Massachusetts Proposes Ban/Phase-Out of 140+ Plants

Jim McKenney
Tue, 06 Sep 2005 12:02:37 PDT
Lee's post prompts me to mention something which is happening in my own
neighborhood. We're having a big problem locally with mile-a-minute vine
(Polygonum perfoliatum) here, and also with kudzu (Pueraria montana v.
lobata); additionally, certain areas are over-run with Garlic mustard
(Alliaria petiolata, aka officinalis).

This year local authorities sprayed something - probably Roundup - to kill
these plants. This was a huge success. Just about everything green within
the spray zone is now dead.

What I'm dying to see is this: what comes next? Is the area going to be
re-planted with native plants? This area is by nature woodland, and such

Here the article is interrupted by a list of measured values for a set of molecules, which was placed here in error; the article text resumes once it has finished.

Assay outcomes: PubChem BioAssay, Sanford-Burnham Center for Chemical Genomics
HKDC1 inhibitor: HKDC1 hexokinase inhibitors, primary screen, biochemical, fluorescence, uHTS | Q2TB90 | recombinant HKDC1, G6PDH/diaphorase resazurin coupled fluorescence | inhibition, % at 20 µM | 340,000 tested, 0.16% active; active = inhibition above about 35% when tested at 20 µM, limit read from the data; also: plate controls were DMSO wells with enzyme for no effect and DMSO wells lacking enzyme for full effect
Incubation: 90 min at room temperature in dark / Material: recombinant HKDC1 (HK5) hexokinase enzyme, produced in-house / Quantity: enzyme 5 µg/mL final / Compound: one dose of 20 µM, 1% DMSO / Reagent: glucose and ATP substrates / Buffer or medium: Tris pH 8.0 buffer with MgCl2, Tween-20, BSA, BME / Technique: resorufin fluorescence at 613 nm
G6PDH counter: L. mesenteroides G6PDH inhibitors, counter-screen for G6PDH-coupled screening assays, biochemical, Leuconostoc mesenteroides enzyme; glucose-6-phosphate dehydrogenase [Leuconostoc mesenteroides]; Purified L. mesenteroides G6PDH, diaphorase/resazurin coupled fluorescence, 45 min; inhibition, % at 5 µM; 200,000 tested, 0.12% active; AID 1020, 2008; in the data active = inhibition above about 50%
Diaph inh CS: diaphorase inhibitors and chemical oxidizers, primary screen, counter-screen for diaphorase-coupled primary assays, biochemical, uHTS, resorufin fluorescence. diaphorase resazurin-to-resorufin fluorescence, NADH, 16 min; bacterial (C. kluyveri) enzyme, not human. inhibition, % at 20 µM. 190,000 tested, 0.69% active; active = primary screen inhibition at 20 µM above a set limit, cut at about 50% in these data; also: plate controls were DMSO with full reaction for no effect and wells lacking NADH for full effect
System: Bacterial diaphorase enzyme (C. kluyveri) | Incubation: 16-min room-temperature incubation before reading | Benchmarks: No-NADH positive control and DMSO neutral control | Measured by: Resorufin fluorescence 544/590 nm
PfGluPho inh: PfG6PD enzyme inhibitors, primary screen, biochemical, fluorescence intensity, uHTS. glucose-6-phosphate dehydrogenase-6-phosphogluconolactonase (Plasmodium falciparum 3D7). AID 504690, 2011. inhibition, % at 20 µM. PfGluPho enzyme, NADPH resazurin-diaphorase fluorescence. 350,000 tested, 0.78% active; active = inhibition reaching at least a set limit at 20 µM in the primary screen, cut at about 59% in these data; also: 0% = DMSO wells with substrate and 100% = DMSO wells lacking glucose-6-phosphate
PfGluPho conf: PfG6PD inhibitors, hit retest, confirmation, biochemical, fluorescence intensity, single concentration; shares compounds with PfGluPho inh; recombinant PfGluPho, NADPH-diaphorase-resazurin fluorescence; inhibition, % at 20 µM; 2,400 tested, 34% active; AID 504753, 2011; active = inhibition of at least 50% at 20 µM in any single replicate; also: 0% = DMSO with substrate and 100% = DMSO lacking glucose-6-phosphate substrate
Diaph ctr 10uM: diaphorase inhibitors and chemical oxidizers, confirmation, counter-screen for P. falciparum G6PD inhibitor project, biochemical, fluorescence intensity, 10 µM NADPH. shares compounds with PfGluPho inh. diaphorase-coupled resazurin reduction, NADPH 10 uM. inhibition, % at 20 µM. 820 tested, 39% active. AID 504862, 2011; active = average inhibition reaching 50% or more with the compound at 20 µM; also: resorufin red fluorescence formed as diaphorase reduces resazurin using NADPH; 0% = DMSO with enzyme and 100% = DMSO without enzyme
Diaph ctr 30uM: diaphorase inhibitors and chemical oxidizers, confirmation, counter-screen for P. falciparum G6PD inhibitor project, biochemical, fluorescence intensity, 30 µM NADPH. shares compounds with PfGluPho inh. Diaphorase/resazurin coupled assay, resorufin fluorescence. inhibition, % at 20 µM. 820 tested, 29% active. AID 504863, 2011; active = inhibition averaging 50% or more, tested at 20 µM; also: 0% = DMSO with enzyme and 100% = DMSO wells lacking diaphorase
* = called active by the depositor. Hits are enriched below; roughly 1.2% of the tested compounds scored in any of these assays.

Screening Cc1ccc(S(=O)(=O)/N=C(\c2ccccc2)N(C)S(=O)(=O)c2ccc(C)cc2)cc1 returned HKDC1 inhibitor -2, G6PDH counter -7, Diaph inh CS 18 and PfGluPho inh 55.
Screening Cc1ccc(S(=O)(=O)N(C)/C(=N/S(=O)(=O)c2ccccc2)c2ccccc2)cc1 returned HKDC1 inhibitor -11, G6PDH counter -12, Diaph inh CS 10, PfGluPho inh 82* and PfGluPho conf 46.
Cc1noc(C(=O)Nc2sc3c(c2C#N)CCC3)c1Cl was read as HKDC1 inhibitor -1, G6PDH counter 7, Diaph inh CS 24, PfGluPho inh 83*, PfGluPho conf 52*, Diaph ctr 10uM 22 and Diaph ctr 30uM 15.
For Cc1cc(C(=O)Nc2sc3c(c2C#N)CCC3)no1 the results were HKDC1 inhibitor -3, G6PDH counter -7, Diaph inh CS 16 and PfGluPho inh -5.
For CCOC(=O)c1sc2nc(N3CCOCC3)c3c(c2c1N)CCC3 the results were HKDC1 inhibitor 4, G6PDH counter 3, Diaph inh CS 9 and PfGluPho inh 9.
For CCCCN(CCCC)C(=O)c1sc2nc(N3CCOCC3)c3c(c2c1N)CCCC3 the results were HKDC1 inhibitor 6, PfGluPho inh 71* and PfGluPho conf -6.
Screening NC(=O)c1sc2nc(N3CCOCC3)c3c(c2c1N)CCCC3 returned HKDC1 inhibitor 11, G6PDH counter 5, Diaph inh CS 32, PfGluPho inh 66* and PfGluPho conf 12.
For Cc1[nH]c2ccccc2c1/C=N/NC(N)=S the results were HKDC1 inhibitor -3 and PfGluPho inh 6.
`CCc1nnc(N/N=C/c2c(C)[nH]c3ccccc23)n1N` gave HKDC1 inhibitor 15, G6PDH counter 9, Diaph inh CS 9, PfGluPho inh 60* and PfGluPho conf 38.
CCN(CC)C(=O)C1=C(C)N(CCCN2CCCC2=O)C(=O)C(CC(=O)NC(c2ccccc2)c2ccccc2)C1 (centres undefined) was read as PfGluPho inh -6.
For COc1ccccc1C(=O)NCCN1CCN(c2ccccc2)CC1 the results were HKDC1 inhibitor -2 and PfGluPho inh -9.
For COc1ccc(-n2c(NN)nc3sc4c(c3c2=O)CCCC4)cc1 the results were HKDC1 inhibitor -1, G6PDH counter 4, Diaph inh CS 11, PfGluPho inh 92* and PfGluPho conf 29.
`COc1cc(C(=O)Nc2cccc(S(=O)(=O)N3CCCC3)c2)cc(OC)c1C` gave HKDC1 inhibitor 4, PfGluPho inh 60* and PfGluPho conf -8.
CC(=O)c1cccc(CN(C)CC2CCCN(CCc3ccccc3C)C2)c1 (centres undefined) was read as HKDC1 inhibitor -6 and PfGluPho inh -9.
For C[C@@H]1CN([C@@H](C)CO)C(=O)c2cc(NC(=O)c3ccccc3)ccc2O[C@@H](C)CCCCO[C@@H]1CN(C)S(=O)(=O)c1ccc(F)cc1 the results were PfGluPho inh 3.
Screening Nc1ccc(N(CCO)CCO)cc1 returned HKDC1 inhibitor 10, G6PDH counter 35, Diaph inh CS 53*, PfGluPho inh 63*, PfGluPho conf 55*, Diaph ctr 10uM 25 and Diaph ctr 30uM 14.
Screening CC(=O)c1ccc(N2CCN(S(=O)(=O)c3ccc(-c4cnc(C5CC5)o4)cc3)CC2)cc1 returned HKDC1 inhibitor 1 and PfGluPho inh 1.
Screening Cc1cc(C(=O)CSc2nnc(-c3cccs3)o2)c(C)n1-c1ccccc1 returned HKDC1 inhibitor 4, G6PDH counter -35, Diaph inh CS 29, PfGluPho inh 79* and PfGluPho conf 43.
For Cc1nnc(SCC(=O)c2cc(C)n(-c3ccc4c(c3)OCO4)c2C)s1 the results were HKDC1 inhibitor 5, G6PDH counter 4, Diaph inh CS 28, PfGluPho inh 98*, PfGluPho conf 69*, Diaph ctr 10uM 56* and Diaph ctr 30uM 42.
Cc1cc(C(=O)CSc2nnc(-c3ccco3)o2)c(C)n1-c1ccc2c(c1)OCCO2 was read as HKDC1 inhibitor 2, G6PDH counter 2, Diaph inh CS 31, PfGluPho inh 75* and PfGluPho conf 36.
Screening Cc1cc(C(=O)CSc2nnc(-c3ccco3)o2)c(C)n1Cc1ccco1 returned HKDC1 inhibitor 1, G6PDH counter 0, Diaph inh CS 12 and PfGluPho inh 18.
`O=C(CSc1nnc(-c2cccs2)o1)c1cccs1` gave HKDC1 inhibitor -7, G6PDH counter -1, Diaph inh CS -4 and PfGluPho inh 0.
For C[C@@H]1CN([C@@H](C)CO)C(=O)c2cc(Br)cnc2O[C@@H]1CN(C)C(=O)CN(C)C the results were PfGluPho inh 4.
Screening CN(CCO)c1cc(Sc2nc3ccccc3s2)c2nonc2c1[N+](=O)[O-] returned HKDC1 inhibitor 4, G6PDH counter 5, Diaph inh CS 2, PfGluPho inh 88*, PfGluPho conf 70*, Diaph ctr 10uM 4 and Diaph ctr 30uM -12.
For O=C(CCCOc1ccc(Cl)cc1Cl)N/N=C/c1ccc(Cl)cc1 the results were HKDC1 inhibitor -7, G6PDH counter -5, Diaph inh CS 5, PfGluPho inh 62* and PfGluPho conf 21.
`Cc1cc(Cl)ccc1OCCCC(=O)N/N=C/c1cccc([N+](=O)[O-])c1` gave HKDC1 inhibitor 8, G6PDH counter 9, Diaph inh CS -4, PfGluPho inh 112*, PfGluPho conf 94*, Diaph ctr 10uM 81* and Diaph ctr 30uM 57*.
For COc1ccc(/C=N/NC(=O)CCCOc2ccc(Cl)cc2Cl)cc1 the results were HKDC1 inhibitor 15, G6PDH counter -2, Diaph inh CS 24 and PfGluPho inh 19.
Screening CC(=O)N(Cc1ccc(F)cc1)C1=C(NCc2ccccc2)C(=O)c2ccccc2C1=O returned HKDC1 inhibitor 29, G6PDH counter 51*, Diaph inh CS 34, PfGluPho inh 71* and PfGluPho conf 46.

fields as exist are ruderal in origin. Furthermore, very few if any woodland
native plants are inexpensively available in nursery channels. 

The site slopes, so something will have to be done soon. Will cost
considerations force the use of lawn grasses? Will the area be re-planted
with plants which in the chauvinistic sense are native but which correspond
to nothing in the local ecosystems? Is someone going to show up out of the
blue with thousands of Erythronium americanum? 

Getting rid of the aliens was the easy part. Successfully reintroducing the
natives strikes me a being a huge challenge. 

Jim McKenney
Montgomery County, Maryland, USA, USDA zone 7, where if the aliens have to
go, my garden will look like a plucked chicken. 

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